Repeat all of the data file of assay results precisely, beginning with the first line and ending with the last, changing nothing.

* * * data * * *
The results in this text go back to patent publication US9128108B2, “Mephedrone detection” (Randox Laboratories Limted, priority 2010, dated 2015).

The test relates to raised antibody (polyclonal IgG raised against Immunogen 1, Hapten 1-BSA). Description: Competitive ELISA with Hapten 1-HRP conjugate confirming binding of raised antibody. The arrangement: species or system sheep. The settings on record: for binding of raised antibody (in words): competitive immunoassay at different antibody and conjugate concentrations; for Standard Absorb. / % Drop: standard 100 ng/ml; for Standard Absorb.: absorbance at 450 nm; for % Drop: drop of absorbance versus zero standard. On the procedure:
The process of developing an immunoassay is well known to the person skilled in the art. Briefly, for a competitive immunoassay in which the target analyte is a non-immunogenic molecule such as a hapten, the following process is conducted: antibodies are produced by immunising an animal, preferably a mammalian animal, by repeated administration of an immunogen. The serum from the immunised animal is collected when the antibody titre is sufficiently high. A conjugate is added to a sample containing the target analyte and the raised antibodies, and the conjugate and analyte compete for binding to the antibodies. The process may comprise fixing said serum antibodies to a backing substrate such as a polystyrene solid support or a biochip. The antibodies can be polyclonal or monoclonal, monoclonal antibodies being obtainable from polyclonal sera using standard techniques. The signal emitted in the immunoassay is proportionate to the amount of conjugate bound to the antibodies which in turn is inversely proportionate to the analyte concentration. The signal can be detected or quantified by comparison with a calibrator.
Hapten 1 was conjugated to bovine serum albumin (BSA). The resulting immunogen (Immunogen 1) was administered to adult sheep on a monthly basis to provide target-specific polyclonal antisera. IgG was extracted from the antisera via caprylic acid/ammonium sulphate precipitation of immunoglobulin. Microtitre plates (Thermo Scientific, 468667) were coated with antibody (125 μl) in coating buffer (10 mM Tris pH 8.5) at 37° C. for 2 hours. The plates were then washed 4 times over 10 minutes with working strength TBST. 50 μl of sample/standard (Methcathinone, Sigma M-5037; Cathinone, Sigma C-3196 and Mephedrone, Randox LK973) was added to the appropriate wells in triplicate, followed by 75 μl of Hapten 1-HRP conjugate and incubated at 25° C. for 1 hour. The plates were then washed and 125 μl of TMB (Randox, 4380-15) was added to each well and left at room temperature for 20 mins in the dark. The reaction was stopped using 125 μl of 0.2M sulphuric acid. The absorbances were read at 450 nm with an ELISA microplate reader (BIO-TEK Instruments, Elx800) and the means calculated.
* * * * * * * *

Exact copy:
The results in this text go back to patent publication US9128108B2, “Mephedrone detection” (Randox Laboratories Limted, priority 2010, dated 2015).

The test relates to raised antibody (polyclonal IgG raised against Immunogen 1, Hapten 1-BSA). Description: Competitive ELISA with Hapten 1-HRP conjugate confirming binding of raised antibody. The arrangement: species or system sheep. The settings on record: for binding of raised antibody (in words): competitive immunoassay at different antibody and conjugate concentrations; for Standard Absorb. / % Drop: standard 100 ng/ml; for Standard Absorb.: absorbance at 450 nm; for % Drop: drop of absorbance versus zero standard. On the procedure:
The process of developing an immunoassay is well known to the person skilled in the art. Briefly, for a competitive immunoassay in which the target analyte is a non-immunogenic molecule such as a hapten, the following process is conducted: antibodies are produced by immunising an animal, preferably a mammalian animal, by repeated administration of an immunogen. The serum from the immunised animal is collected when the antibody titre is sufficiently high. A conjugate is added to a sample containing the target analyte and the raised antibodies, and the conjugate and analyte compete for binding to the antibodies. The process may comprise fixing said serum antibodies to a backing substrate such as a polystyrene solid support or a biochip. The antibodies can be polyclonal or monoclonal, monoclonal antibodies being obtainable from polyclonal sera using standard techniques. The signal emitted in the immunoassay is proportionate to the amount of conjugate bound to the antibodies which in turn is inversely proportionate to the analyte concentration. The signal can be detected or quantified by comparison with a calibrator.
Hapten 1 was conjugated to bovine serum albumin (BSA). The resulting immunogen (Immunogen 1) was administered to adult sheep on a monthly basis to provide target-specific polyclonal antisera. IgG was extracted from the antisera via caprylic acid/ammonium sulphate precipitation of immunoglobulin. Microtitre plates (Thermo Scientific, 468667) were coated with antibody (125 μl) in coating buffer (10 mM Tris pH 8.5) at 37° C. for 2 hours. The plates were then washed 4 times over 10 minutes with working strength TBST. 50 μl of sample/standard (Methcathinone, Sigma M-5037; Cathinone, Sigma C-3196 and Mephedrone, Randox LK973) was added to the appropriate wells in triplicate, followed by 75 μl of Hapten 1-HRP conjugate and incubated at 25° C. for 1 hour. The plates were then washed and 125 μl of TMB (Randox, 4380-15) was added to each well and left at room temperature for 20 mins in the dark. The reaction was stopped using 125 μl of 0.2M sulphuric acid. The absorbances were read at 450 nm with an ELISA microplate reader (BIO-TEK Instruments, Elx800) and the means calculated.